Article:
My student teacher finished her placement on Friday, which means it's back to my other full time job, the one that actually pays. That's not to say that writing doesn't pay. Just not enough yet that I can do anything with it other than plow my meager profits back into promotion.
In a way, I feel like I have three full-time jobs, or, more accurately, two full-timers and a part-timer, with writing itself, sadly, being the part-timer. Teaching is obviously the first one and the other is book promoting. It feels like all my spare time is spent doing things on various social media outlets to get my brand in front of as many people as possible. And when I'm not doing that, I'm making phone calls to set up signings and such.
The big emphasis this week has been Twitter. I realized that sales had come to a complete standstill, so I started reading blogs and websites with ideas on how to increase traffic on social media, specifically on Twitter. One suggested that I start following at least 25 people a day, which I did, beginning last Sunday. Actually on Sunday, I probably followed upwards of 100. I searched for the hashtag #booklover and followed a bunch of those folks in the hopes that they'd love my book too. I also followed fellow writers and anyone that seemed in any way about or interested in books, indie authors, or publishing. And it worked well. I started Sunday with 224 followers. As of this writing, I'm at 496 followers, so I've well more than doubled my following.
Yes, there were some glitches along the way. I started out just blindly following back anyone who followed me. That led to some rather embarrassing tweets filling my feed, such as ads for erotica and even pornographic videos. I had no idea how many sweet little old ladies are writing adult fiction and trying to sell it on Twitter. So I got a little more careful about who I followed back. There was also the issue of a constant stream of private messages advertising other authors' books. One of the first things I learned in a blog about Twitter etiquette was that you should not barrage people with PMs trying to get them to buy stuff. Apparently, not all authors read that post.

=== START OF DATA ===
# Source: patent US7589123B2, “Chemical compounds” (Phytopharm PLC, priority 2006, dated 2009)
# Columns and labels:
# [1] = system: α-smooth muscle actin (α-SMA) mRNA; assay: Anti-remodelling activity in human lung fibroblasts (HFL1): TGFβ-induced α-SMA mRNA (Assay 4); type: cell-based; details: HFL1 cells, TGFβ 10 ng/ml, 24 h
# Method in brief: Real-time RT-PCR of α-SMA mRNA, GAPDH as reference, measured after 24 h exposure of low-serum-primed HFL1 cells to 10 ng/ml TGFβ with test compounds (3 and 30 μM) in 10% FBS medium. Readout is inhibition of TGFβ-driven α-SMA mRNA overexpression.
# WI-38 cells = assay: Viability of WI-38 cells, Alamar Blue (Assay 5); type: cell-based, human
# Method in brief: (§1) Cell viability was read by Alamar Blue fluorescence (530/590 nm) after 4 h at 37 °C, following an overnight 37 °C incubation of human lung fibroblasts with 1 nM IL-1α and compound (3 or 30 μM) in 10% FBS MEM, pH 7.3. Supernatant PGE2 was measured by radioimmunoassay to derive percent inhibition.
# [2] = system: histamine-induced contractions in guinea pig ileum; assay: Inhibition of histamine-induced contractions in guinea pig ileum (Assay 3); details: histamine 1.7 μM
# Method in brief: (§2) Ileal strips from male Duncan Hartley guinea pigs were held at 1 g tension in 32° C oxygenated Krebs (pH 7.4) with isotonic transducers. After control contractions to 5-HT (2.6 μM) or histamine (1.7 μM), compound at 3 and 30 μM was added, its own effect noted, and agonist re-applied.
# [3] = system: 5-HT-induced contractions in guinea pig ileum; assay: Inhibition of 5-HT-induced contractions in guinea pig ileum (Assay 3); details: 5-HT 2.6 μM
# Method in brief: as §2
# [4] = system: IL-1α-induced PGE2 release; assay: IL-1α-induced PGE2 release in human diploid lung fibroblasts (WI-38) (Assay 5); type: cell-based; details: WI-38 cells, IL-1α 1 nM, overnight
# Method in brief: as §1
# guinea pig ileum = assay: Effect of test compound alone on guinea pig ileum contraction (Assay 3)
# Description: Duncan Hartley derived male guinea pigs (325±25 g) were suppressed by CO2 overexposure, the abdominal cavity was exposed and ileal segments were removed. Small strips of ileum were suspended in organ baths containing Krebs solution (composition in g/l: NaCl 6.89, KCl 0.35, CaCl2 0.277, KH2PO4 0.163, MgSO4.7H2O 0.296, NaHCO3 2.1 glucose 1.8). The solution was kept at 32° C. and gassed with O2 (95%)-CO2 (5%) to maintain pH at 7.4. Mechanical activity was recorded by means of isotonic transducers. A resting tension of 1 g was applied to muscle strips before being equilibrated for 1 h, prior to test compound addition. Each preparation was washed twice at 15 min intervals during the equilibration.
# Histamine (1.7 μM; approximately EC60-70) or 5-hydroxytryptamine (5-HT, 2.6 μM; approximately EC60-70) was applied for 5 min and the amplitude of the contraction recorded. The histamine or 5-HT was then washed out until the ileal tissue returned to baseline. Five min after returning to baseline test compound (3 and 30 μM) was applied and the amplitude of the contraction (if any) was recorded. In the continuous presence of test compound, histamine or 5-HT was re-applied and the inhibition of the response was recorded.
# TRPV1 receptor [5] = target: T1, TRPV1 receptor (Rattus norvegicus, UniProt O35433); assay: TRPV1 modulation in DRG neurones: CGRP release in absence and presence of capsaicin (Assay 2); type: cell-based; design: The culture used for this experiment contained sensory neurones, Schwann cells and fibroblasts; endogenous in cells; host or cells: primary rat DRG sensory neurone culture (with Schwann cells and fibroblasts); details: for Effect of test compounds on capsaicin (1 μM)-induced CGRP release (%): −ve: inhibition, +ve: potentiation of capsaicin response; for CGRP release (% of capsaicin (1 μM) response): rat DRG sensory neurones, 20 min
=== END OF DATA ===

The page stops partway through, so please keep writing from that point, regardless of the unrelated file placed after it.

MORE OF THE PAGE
I've also done some work on Goodreads and Amazon with giveaways. There are three ways to get free copies of books. First, on Goodreads, you can go here and just register. No obligation whatever. You don't have to follow me or write a review or agree to receive a bazillion emails from me (I don't send out a bazillion emails anyway). But hurry--there's just one day left! You can also go here to enter to win one of five books from Amazon. The only requirement in this case is that you have to follow me on Twitter to be entered. Finally, and this one takes a tiny bit of work on your part, you can go here and ask me a question. I'll answer your question and one person will receive a free autographed copy of Harsh Prey or my next book, Kisses and Lies when it comes out in a couple months. But again, hurry--it ends soon.
So the good news is that I do have more people following me and retweeting my tweets. The bad news is that it's resulted in exactly zero sales so far. But I'm not losing hope. I'm banking on the idea that I'm planting seeds that will pay off in sales over time as I publish more and more books. By making people aware of my name and by putting free books in the hands of as many people as possible, the plan is to build a loyal following that will become my core audience as time go by.